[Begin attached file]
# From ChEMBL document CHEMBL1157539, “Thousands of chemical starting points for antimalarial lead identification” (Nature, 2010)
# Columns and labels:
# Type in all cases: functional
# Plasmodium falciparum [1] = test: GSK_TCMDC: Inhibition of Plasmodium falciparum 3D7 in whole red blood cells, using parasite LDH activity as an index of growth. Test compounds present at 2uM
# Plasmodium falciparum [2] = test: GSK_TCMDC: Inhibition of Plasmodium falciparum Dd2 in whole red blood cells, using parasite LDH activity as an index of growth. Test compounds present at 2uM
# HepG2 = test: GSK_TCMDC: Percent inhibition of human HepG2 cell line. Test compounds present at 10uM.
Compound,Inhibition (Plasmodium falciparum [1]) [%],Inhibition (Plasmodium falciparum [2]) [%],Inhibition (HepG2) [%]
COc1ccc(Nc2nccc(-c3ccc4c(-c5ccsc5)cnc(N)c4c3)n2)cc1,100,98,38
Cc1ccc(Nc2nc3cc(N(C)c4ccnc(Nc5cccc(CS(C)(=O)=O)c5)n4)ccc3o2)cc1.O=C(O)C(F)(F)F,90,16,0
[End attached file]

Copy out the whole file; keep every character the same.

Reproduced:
# From ChEMBL document CHEMBL1157539, “Thousands of chemical starting points for antimalarial lead identification” (Nature, 2010)
# Columns and labels:
# Type in all cases: functional
# Plasmodium falciparum [1] = test: GSK_TCMDC: Inhibition of Plasmodium falciparum 3D7 in whole red blood cells, using parasite LDH activity as an index of growth. Test compounds present at 2uM
# Plasmodium falciparum [2] = test: GSK_TCMDC: Inhibition of Plasmodium falciparum Dd2 in whole red blood cells, using parasite LDH activity as an index of growth. Test compounds present at 2uM
# HepG2 = test: GSK_TCMDC: Percent inhibition of human HepG2 cell line. Test compounds present at 10uM.
Compound,Inhibition (Plasmodium falciparum [1]) [%],Inhibition (Plasmodium falciparum [2]) [%],Inhibition (HepG2) [%]
COc1ccc(Nc2nccc(-c3ccc4c(-c5ccsc5)cnc(N)c4c3)n2)cc1,100,98,38
Cc1ccc(Nc2nc3cc(N(C)c4ccnc(Nc5cccc(CS(C)(=O)=O)c5)n4)ccc3o2)cc1.O=C(O)C(F)(F)F,90,16,0